qigong

Qi Gong

What is Qigong/Chi Kung? 

In Chinese the word (氣功/炁功) Qi Gong /Chi Kung means energy cultivation.  Through the breathing (調息) adjustment training, coordinate body posture movement (調身), regulate the mind (調心) in a clam and meditative way. Qigong allows access to higher realms of awareness, awakens one’s “true nature”, and helps develop human potential, develop a healthy life.

There are many kinds of Qigong, which is commonly classified into two foundational categories:

 

  • Dong gong (動功) dynamic or active qigong, with slow flowing movement; which include moving and still meditation, massage, chanting, sound meditation, and non-contact treatments, performed in a broad array of body postures.

 

  • Jing gong (靜功) meditative or passive qigong, with still positions and inner movement of the breath; which include sitting or standing meditation (Zhan zhuang 站桩), Neidan (internal alchemy內丹術),

In Daoism and Buddhism as part of meditative practice, and in Chinese martial arts to enhance fighting abilities. Contemporary qigong blends diverse and sometimes disparate traditions, in particular the Daoist meditative practice of “internal alchemy” (Neidan 內丹术), the ancient meditative practices of “circulating qi” (Xing qi 行氣) and “standing meditation” (Zhan zhuang 站桩), and the slow gymnastic breathing exercise of “guiding and inducing” (Dao yin 導引).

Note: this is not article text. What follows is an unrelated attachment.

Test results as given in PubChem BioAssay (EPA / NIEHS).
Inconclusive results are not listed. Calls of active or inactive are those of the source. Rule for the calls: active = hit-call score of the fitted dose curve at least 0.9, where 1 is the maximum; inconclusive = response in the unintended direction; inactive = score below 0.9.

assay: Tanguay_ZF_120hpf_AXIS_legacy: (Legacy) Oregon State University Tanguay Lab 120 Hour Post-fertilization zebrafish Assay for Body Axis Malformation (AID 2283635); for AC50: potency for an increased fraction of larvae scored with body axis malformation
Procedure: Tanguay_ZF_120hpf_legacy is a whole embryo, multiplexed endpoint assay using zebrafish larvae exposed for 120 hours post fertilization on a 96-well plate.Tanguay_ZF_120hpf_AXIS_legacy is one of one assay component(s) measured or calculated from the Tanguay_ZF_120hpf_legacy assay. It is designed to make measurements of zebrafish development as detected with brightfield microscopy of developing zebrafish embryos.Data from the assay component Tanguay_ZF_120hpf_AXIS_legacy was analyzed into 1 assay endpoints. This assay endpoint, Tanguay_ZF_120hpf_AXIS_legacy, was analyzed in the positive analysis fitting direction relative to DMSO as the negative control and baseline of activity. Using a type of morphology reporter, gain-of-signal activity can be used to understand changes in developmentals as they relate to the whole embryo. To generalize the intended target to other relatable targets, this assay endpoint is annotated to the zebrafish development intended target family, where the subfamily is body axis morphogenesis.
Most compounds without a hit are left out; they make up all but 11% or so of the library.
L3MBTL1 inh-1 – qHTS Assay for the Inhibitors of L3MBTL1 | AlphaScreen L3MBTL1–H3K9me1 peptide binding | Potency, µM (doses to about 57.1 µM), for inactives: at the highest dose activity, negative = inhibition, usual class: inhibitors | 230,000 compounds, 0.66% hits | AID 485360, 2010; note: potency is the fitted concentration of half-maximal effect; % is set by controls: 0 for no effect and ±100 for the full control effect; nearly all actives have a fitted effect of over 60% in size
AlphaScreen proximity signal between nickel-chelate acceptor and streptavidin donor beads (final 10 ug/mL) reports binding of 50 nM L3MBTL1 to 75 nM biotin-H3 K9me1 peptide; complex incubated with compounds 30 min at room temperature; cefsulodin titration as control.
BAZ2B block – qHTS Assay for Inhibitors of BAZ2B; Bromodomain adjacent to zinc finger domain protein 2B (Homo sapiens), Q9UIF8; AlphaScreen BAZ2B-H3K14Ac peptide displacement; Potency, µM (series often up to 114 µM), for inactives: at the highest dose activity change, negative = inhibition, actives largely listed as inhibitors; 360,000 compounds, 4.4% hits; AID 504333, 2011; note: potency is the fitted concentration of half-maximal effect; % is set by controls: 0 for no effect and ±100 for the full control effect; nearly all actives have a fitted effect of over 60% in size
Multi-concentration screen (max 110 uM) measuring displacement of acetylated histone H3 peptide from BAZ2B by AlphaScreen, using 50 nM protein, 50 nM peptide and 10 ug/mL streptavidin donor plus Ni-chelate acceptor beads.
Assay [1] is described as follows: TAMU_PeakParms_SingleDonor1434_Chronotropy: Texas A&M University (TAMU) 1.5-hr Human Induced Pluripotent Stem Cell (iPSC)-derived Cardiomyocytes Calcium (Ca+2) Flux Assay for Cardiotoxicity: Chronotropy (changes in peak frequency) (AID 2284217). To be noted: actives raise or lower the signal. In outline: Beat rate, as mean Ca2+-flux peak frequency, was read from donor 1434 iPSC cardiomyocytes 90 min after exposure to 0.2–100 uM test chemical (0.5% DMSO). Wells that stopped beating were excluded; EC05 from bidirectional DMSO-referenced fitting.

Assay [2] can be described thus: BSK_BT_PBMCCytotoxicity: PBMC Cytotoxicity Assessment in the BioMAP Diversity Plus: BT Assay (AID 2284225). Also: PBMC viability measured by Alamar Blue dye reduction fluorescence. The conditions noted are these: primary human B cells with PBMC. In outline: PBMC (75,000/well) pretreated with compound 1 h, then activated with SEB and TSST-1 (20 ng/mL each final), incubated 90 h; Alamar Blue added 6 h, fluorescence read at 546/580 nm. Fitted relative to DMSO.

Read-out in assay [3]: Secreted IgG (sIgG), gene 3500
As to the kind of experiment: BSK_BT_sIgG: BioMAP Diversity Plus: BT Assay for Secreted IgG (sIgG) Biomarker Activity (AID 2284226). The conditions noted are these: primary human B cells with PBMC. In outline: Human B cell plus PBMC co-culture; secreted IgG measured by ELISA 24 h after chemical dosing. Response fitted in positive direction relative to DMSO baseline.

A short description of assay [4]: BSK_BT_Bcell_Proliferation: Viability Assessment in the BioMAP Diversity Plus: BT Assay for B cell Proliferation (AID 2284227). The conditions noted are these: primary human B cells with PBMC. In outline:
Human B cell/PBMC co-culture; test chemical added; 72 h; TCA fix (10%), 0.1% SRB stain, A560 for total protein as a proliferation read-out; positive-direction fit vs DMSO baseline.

Stage of practice qi-gong (練氣化精,練精化炁,練炁化神,練神還虛)

  • Through the slow gymnastic breathing, which transform to energy essence (regulate by the mind);
  • Essence condensed as innate Qi (Incubate by the intention);
  • Qi refined as spirit (by purify freely by the mind and intention);
  • Spirit return to void (awareness out of the body, fall into oblivion).

 

Traditionally, knowledge about qigong was passed from adept master to student in elite unbroken lineages, typically with secretive and esoteric traditions of training and oral transmission, and with an emphasis on meditative practice by scholars and gymnastic or dynamic practice by the working masses.

 

Generally, qigong is exercise with gentle, slow fluid movement co-ordinate with breathing. Externally stretching the body, while internally calms down, keep awareness and sensitivity, so as to filter the mind, which will result alert and sharp.